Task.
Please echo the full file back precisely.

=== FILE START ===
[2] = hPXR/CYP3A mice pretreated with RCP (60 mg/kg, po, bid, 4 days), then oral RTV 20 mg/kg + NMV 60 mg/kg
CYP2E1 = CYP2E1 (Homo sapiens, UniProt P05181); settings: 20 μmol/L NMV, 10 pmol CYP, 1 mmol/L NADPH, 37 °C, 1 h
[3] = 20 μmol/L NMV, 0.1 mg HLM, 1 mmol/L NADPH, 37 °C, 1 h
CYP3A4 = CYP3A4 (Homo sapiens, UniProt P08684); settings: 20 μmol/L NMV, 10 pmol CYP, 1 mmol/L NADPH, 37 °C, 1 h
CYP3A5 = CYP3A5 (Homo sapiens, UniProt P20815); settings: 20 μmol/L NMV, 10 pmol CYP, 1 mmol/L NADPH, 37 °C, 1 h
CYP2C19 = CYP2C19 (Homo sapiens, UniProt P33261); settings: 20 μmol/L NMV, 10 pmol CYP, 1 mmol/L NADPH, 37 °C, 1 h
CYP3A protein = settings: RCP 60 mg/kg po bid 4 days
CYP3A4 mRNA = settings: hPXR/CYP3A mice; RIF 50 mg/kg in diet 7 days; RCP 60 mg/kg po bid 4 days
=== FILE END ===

[2] = hPXR/CYP3A mice pretreated with RCP (60 mg/kg, po, bid, 4 days), then oral RTV 20 mg/kg + NMV 60 mg/kg
CYP2E1 = CYP2E1 (Homo sapiens, UniProt P05181); settings: 20 μmol/L NMV, 10 pmol CYP, 1 mmol/L NADPH, 37 °C, 1 h
[3] = 20 μmol/L NMV, 0.1 mg HLM, 1 mmol/L NADPH, 37 °C, 1 h
CYP3A4 = CYP3A4 (Homo sapiens, UniProt P08684); settings: 20 μmol/L NMV, 10 pmol CYP, 1 mmol/L NADPH, 37 °C, 1 h
CYP3A5 = CYP3A5 (Homo sapiens, UniProt P20815); settings: 20 μmol/L NMV, 10 pmol CYP, 1 mmol/L NADPH, 37 °C, 1 h
CYP2C19 = CYP2C19 (Homo sapiens, UniProt P33261); settings: 20 μmol/L NMV, 10 pmol CYP, 1 mmol/L NADPH, 37 °C, 1 h
CYP3A protein = settings: RCP 60 mg/kg po bid 4 days
CYP3A4 mRNA = settings: hPXR/CYP3A mice; RIF 50 mg/kg in diet 7 days; RCP 60 mg/kg po bid 4 days